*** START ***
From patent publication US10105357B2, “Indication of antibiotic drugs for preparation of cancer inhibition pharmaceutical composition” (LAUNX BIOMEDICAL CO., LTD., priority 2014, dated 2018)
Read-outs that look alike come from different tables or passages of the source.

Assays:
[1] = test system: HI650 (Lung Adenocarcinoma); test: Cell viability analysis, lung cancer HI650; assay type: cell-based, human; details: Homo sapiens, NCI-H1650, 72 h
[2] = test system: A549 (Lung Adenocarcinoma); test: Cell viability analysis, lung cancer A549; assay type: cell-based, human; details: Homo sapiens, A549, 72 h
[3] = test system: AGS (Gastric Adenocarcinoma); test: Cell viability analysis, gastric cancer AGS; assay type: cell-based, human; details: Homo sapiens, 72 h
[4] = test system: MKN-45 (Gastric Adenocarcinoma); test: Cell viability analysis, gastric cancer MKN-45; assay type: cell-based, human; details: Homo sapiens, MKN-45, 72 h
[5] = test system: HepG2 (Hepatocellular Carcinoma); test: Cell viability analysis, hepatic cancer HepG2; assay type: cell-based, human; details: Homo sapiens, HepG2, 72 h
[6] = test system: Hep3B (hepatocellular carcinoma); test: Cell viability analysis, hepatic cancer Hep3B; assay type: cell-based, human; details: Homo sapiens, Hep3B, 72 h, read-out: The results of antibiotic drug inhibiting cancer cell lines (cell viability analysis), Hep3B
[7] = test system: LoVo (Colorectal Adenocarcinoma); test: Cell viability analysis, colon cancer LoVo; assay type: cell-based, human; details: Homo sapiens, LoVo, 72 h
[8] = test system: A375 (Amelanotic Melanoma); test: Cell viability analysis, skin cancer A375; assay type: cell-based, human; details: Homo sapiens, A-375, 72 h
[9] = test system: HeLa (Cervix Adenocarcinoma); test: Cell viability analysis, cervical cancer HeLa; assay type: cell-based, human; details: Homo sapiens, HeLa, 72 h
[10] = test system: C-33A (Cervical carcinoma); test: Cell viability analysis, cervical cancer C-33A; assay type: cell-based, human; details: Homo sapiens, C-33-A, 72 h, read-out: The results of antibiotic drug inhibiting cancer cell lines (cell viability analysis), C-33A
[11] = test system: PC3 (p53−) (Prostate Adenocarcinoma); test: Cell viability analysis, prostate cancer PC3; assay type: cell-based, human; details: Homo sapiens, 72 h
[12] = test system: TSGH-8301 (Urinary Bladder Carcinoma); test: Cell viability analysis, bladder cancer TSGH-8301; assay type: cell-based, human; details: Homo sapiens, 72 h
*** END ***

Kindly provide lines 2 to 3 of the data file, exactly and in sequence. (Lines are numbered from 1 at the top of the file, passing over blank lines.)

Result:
Read-outs that look alike come from different tables or passages of the source.

Assays: